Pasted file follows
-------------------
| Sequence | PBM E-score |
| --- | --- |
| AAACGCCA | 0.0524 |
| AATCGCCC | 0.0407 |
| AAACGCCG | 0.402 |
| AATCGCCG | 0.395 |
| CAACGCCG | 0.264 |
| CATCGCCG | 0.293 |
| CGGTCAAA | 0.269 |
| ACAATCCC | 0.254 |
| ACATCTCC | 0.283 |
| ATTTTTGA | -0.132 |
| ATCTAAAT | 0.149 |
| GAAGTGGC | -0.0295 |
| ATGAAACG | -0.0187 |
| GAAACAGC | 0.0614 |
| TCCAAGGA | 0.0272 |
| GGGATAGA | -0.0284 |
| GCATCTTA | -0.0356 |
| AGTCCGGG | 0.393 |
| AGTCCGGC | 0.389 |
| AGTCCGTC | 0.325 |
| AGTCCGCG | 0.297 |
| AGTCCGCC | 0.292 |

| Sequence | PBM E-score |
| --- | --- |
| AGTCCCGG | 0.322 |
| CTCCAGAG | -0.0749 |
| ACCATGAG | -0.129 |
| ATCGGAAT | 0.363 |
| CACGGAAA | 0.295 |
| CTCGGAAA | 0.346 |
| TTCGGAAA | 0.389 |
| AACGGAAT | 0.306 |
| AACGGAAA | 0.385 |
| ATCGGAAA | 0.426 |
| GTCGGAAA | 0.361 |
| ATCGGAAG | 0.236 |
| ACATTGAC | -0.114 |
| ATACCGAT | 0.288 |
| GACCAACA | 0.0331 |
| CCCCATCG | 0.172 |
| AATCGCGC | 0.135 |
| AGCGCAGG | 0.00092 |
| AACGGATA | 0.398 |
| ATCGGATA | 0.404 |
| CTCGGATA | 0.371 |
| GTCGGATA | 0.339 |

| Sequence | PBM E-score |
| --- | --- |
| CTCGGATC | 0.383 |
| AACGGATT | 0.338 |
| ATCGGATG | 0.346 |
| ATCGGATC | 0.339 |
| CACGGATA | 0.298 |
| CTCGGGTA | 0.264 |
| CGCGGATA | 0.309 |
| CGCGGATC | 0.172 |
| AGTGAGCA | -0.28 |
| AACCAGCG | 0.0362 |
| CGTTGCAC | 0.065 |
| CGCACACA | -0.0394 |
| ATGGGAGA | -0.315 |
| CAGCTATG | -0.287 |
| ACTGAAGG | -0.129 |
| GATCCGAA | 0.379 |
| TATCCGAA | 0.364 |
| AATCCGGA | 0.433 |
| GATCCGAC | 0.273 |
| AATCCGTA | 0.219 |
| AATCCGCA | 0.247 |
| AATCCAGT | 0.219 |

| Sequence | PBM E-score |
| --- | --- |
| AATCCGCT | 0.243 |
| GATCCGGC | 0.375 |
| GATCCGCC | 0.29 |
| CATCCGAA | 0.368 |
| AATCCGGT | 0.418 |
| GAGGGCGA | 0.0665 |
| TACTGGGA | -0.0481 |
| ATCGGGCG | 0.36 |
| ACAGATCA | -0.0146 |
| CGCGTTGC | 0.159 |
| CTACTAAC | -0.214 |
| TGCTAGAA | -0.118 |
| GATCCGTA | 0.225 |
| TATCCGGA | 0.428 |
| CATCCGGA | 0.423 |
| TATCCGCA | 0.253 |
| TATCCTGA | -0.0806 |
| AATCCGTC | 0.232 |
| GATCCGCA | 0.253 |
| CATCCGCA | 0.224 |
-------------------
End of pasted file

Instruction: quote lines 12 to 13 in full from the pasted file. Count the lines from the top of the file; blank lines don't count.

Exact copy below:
| ATTTTTGA | -0.132 |
| ATCTAAAT | 0.149 |